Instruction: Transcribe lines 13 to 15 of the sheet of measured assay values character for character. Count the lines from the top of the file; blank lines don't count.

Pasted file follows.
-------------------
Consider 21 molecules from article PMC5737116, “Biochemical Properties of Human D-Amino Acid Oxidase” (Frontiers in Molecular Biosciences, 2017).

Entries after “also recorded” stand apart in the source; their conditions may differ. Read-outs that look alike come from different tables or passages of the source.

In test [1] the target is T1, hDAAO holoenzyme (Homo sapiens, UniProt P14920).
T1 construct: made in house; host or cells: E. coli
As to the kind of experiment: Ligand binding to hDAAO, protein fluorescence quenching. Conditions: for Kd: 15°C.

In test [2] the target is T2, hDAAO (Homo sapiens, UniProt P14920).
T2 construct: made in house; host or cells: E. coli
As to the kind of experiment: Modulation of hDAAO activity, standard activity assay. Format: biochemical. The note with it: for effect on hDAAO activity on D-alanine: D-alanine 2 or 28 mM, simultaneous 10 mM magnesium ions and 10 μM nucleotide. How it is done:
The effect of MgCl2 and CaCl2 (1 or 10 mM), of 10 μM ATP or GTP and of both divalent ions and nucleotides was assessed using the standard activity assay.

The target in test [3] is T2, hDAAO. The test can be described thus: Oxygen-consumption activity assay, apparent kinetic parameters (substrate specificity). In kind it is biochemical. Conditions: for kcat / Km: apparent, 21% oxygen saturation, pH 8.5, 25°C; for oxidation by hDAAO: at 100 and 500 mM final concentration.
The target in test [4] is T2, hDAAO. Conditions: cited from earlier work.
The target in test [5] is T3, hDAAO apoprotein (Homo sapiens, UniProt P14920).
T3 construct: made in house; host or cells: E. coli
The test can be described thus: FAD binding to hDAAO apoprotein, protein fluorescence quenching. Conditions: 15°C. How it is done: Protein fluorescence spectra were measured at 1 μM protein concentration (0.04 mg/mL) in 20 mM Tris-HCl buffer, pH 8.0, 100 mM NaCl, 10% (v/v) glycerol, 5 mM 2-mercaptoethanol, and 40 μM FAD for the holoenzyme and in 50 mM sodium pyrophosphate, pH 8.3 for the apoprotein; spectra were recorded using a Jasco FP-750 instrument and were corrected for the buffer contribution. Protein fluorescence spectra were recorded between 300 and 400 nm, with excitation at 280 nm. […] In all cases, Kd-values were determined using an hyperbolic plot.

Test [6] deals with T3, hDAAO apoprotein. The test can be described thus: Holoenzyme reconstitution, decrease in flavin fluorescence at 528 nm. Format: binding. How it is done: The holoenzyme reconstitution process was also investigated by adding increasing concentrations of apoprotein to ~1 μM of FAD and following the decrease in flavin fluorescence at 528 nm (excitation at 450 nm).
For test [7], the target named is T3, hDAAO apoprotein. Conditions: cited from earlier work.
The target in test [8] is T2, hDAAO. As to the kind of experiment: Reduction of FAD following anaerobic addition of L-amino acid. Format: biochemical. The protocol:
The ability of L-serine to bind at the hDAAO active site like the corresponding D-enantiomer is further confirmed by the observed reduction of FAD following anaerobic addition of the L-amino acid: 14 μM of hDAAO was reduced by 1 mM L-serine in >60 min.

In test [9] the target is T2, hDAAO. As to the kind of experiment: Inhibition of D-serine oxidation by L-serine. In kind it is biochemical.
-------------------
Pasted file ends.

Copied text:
T3 construct: made in house; host or cells: E. coli
The test can be described thus: FAD binding to hDAAO apoprotein, protein fluorescence quenching. Conditions: 15°C. How it is done: Protein fluorescence spectra were measured at 1 μM protein concentration (0.04 mg/mL) in 20 mM Tris-HCl buffer, pH 8.0, 100 mM NaCl, 10% (v/v) glycerol, 5 mM 2-mercaptoethanol, and 40 μM FAD for the holoenzyme and in 50 mM sodium pyrophosphate, pH 8.3 for the apoprotein; spectra were recorded using a Jasco FP-750 instrument and were corrected for the buffer contribution. Protein fluorescence spectra were recorded between 300 and 400 nm, with excitation at 280 nm. […] In all cases, Kd-values were determined using an hyperbolic plot.

Test [6] deals with T3, hDAAO apoprotein. The test can be described thus: Holoenzyme reconstitution, decrease in flavin fluorescence at 528 nm. Format: binding. How it is done: The holoenzyme reconstitution process was also investigated by adding increasing concentrations of apoprotein to ~1 μM of FAD and following the decrease in flavin fluorescence at 528 nm (excitation at 450 nm).